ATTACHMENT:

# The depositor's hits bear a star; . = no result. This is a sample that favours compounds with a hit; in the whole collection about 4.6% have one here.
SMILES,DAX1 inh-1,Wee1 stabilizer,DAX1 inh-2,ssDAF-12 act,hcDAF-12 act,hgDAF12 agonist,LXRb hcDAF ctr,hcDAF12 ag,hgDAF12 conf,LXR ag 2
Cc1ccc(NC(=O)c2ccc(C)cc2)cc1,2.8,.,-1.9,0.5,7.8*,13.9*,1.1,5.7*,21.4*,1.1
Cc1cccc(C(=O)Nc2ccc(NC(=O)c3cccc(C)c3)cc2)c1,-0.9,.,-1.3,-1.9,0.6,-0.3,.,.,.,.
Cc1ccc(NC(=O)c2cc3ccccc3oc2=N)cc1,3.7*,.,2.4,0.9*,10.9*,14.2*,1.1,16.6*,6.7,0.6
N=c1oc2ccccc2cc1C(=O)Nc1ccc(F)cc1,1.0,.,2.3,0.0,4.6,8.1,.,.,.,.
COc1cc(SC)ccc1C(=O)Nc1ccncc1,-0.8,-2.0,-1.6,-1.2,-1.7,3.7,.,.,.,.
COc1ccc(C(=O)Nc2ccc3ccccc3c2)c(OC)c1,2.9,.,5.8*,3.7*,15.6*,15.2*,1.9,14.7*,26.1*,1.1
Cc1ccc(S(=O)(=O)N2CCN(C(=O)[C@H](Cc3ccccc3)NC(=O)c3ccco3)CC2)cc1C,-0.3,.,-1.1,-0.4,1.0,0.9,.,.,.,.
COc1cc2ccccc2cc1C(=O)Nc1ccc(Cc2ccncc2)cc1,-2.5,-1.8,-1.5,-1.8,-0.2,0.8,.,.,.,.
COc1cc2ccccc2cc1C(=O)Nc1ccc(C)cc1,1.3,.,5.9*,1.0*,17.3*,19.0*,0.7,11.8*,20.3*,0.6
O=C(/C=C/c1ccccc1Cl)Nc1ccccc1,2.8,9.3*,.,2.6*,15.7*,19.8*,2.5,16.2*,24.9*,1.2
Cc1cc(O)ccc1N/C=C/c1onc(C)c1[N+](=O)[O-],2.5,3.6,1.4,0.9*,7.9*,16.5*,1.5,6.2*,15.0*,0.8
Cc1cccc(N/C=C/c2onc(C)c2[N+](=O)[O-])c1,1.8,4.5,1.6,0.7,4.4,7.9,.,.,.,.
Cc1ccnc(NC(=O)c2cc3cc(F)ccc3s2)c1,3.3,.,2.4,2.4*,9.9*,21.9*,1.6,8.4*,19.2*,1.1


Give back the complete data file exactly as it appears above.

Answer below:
# The depositor's hits bear a star; . = no result. This is a sample that favours compounds with a hit; in the whole collection about 4.6% have one here.
SMILES,DAX1 inh-1,Wee1 stabilizer,DAX1 inh-2,ssDAF-12 act,hcDAF-12 act,hgDAF12 agonist,LXRb hcDAF ctr,hcDAF12 ag,hgDAF12 conf,LXR ag 2
Cc1ccc(NC(=O)c2ccc(C)cc2)cc1,2.8,.,-1.9,0.5,7.8*,13.9*,1.1,5.7*,21.4*,1.1
Cc1cccc(C(=O)Nc2ccc(NC(=O)c3cccc(C)c3)cc2)c1,-0.9,.,-1.3,-1.9,0.6,-0.3,.,.,.,.
Cc1ccc(NC(=O)c2cc3ccccc3oc2=N)cc1,3.7*,.,2.4,0.9*,10.9*,14.2*,1.1,16.6*,6.7,0.6
N=c1oc2ccccc2cc1C(=O)Nc1ccc(F)cc1,1.0,.,2.3,0.0,4.6,8.1,.,.,.,.
COc1cc(SC)ccc1C(=O)Nc1ccncc1,-0.8,-2.0,-1.6,-1.2,-1.7,3.7,.,.,.,.
COc1ccc(C(=O)Nc2ccc3ccccc3c2)c(OC)c1,2.9,.,5.8*,3.7*,15.6*,15.2*,1.9,14.7*,26.1*,1.1
Cc1ccc(S(=O)(=O)N2CCN(C(=O)[C@H](Cc3ccccc3)NC(=O)c3ccco3)CC2)cc1C,-0.3,.,-1.1,-0.4,1.0,0.9,.,.,.,.
COc1cc2ccccc2cc1C(=O)Nc1ccc(Cc2ccncc2)cc1,-2.5,-1.8,-1.5,-1.8,-0.2,0.8,.,.,.,.
COc1cc2ccccc2cc1C(=O)Nc1ccc(C)cc1,1.3,.,5.9*,1.0*,17.3*,19.0*,0.7,11.8*,20.3*,0.6
O=C(/C=C/c1ccccc1Cl)Nc1ccccc1,2.8,9.3*,.,2.6*,15.7*,19.8*,2.5,16.2*,24.9*,1.2
Cc1cc(O)ccc1N/C=C/c1onc(C)c1[N+](=O)[O-],2.5,3.6,1.4,0.9*,7.9*,16.5*,1.5,6.2*,15.0*,0.8
Cc1cccc(N/C=C/c2onc(C)c2[N+](=O)[O-])c1,1.8,4.5,1.6,0.7,4.4,7.9,.,.,.,.
Cc1ccnc(NC(=O)c2cc3cc(F)ccc3s2)c1,3.3,.,2.4,2.4*,9.9*,21.9*,1.6,8.4*,19.2*,1.1